skills required for those tests regardless of what the official
objectives of instruction may be. Assessment must become an integral
part of the educational process, not just an infrequent objective exam;
it must be designed to reflect what students know and how they think.
Above all else, assessment must align with curricular goals: to value
mathematics, to reason mathematically, to communicate about mathematics,
to solve problems, and to develop selfconfidence.
 Require mathematics. Students should study mathematics every
year they are in school. Projections of future jobs as well as patterns
of college course prerequisites show nothing but a relentless increase
in the mathematical demands of employment and careers. There is no
point at which a high school student can correctly conclude that he or
she needs no more mathematics. All students who are collegebound need
four years of mathematics to be prepared for college prerequisites in
courses that they may not, while in high school, anticipate taking.
Students who are not preparing for college must keep up their
mathematics skills in anticipation of vocational or onthejob training
that they will receive after graduating from high school. Regardless of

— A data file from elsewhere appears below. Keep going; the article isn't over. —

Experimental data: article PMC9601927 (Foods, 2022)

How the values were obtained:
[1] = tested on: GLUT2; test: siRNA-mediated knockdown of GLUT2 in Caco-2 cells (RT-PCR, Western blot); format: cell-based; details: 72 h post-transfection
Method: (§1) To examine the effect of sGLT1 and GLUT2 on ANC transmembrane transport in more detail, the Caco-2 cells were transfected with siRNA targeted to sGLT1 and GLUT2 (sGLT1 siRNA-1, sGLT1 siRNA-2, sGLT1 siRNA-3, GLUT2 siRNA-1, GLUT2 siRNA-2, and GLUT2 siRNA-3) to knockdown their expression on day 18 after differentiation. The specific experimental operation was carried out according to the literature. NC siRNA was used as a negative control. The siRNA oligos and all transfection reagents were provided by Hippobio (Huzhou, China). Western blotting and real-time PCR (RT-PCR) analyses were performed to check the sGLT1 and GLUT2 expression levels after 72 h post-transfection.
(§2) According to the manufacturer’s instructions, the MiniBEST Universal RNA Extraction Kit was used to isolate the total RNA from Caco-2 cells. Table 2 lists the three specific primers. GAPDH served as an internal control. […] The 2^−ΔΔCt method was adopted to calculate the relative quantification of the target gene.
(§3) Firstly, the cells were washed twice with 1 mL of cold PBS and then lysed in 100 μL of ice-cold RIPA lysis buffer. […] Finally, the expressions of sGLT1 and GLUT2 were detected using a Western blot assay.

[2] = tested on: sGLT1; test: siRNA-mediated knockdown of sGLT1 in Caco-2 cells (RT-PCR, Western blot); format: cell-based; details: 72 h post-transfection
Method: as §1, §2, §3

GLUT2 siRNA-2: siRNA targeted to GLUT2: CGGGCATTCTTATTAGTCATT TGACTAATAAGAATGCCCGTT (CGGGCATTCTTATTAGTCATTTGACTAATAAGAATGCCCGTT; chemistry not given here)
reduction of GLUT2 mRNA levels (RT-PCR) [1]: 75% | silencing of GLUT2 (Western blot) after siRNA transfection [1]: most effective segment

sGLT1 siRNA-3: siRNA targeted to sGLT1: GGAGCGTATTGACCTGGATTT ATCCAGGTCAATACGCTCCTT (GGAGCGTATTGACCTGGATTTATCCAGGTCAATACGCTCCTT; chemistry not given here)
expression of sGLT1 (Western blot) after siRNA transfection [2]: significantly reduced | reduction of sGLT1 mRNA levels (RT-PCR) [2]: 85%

career goal, all students should study the same core of broadly useful
mathematics while in high school.
 Demonstrate connections. The power of mathematics derives
both from its internal unity and its external applicability. Everything
is connected. Results in number theory provide clues to problems in
geometry, and are applied in computer science and satellite engineering.
That's the way mathematics works, so students must see this at every
opportunity in their school experience. Connections motivate learning
and reinforce ideas arising in different contexts. We can no longer
afford to let mathematics remain an isolated discipline in the schools,
nor to permit continued fragmentation within the mathematics curriculum
itself into isolated courses, separated topics, and disconnected bits of
knowledge.
 Stimulate creativity. Too often school mathematics is judged
"dull" by students, even by very good students, because teachers,
textbooks, and tests insist that each problem can be solved by one
proper method yielding a single correct answer. Nothing could be
further from the reality of mathematics in practice. Multiplicity of
approaches, invention of new methods, and varieties of solutions are far
more typical than are automated answers. These days computers and
calculators perform most of the routine tasks of mathematics. In a
computer age, students need to use their imagination as much as their
intellect, their judgement as much as their memory.
 Reduce fragmentation. Curriculum planning based on specific
learning objectives has produced an atomized curriculum of particular
techniques practiced on problems specially selected to illustrate
textbook methods. Real problems don't come in compartmentalized form.
In school, the best clue concerning approach to a problemand approach
is in many cases the most important decisionis which section of the
book it appears in. Fragmenting the mathematics curriculum destroys the
logical unity of mathematics which is the primary source of its unique
power to model the world.
 Require writing. Nothing helps a student learn a subject